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  1. Past hour
  2. scubadoo97

    Ice Cream!

    In reference to the strawberries, I find most all the strawberries in my markets, Florida or from California are tasteless.
  3. Today
  4. Smithy

    Dinner 2019

    That looks like a wonderful Easter dinner. Ramps!! Oh, you lucky duck! Ours will be coming up in about a month.
  5. Yep! (Taken out of context, that sounds rather uncomplimentary. ) OK, here's the other one for the day:
  6. liuzhou

    Breakfast 2019

    Breakfast BLT
  7. I've had it up to here.
  8. gfweb

    Dinner 2019

    Easter dinner on the patio (finally warm enough...just) Deviled eggs Potato salad with ramps Roast veg Smoked pork tenderloin with savory lingonberry sauce
  9. I will reuse oil that has been used for fries only. And just once or twice before disposing of it. I can dispose of cooking in in a milk carton in with out weekly "organics/compost" pick up.
  10. Ann_T

    Dinner 2019

    @TdeV, I don't do anything special. I shape the dough loosely into a ball and flatten. I have a board well floured and I oil my hands with olive oil and stretch initially from underneath the dough using my knuckles. I stretch until it resists, and then I let it rest for 10 minutes for the dough to relax. I oil my hands again and then just start to push out on the dough to stretch it further, letting it rest as needed. Once the centre is thin enough, I start to pull gently and stretch from the edge out. I hope that makes sense. The secret is letting the dough rest between stretches. When it is relaxed it stretches much easier.
  11. This one probably isn't too tough...
  12. Yesterday
  13. Dante

    Dinner 2019

    Jackfruit with barbecue sauce and chili-lime marinade over steamed corn (with butter,smoked paprika, and nutritional yeast) and chopped steamed kale.
  14. More sights from my walking tour. I did not buy the cute cookie jar, nor any of the very large apothecary jars (bargain-priced), nor any of the other pretty jars, nor the stiff wooden basket large enough to double as a crib, nor even a pressure gauge. Nor did I (even try to fit into) the vintage cowgirl outfit, for that matter. Later in the day we went to Miller's Smokehouse & Market. They have a great selection of fresh and smoked meats, sausage-making supplies, preserves and a few "normal" groceries. Here's a very small selection of their offerings: We bought some of their sausages, the massive chicken breasts I showed in the sous vide post earlier, and a selection of their stuffed peppers: jalapeno poppers, armadillo eggs, gator toes and brisket poppers. The brisket poppers are supposed to be the local favorites; having sampled some, I can see why. We baked them in the oven at 325F or 350F until the bacon wrapping was brown. They were good! We also bought pork steaks. It seems as though most areas that we travel favor thinly-sliced pork - something appropriate for quick frying, but not satisfying for the breaded, oven-baked version my darling prefers. These overcompensated: each steak was immense in thickness as well as area. We decided to share one. I couldn't finish my half. Lest you think we're only eating meat and potato salad in Llano, let me tell you about the green beans I cooked from @JAZ's new book, The Ultimate Instant Pot Cookbook for Two. (Disclosure: I was one of several eGullet recipe testers for this book, and Janet was good enough to send me a free copy by way of thanks. I'll also say that I liked the recipes I tested so much that I bought a copy of the book for my best friend when it hit the presses.) My copy finally (finally!) caught up to me in the roving mail, and it's bristling with sticky-notes for recipes to try. For this dinner it was the Warm Thai-Style Green Bean and Tomato Salad. Simple, from start to finish, and delicious. I didn't tell my darling it contained cilantro. He loved the salad as much as I did.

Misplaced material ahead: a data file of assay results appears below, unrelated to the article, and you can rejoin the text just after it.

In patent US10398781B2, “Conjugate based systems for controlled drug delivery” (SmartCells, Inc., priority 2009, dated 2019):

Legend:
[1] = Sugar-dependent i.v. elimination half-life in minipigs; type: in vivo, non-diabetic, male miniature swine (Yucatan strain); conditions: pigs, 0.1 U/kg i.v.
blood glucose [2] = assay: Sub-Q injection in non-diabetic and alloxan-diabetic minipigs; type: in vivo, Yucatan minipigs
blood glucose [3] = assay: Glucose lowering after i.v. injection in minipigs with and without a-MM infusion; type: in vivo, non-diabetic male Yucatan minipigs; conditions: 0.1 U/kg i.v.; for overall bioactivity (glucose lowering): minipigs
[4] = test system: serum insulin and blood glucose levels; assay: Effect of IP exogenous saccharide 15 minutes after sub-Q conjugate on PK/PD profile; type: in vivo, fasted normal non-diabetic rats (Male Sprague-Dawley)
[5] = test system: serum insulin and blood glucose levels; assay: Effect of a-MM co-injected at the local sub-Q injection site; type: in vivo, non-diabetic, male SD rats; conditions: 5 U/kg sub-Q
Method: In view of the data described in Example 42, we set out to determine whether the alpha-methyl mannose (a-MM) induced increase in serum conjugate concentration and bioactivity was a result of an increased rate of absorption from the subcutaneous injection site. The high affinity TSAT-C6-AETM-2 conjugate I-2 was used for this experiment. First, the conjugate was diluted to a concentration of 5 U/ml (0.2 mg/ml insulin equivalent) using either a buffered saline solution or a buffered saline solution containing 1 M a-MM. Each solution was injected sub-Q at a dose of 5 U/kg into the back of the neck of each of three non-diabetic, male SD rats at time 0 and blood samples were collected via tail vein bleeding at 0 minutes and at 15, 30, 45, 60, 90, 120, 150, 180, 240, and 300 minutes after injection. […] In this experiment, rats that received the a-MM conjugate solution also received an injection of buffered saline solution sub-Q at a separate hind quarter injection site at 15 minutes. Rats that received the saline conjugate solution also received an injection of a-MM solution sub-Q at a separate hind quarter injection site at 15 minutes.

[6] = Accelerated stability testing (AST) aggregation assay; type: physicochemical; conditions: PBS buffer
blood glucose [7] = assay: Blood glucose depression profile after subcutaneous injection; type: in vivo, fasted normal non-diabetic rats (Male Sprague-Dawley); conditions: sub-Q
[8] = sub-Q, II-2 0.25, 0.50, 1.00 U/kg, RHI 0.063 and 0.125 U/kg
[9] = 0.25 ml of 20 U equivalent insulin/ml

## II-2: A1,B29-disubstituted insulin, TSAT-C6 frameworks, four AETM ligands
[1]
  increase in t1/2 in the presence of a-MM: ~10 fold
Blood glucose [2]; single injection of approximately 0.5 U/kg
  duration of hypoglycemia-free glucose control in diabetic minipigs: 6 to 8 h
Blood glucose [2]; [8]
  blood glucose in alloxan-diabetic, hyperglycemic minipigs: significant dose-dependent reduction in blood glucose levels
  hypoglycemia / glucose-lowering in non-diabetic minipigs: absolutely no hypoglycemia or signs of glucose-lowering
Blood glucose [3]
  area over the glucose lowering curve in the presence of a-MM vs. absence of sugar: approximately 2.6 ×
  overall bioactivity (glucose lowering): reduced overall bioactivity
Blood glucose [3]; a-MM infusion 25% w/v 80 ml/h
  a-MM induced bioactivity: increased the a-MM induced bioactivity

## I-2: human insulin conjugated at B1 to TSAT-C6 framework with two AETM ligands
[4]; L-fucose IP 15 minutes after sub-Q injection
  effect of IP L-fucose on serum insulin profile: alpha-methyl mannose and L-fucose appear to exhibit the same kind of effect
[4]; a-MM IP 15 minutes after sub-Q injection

15. Dante

    Dinner 2019

    Easter dinner- ham slow cooked in cider and (good quality) maraschino cherry liquid, over cheesy grits, with steamed rapini.
  16. chefmd

    Dinner 2019

    Cod steam roasted in CSO with pan roasted carrots and salsa verde
  17. That's the rub, isn't it? As @pastrygirl mentions the pie has been around forever, people have mentioned it to Tosi before. It seems it's the Target deal that's forcing the issue, not some sudden realization that the name is now socially awkward or inappropriate. The fact that they are publicizing the name change as a "come to Jesus" moment makes me roll my eyes and wonder about the real motivation behind the name revision.They didn't have to change the name; it was just prudent to do so NOW given the circumstances of a new marketing arrangement with Target (and the fact that someone in Cambridge is making enough of a fuss about it); had Tosi not opened up in Harvard Square and not had a Target deal, would the name change have happened at all?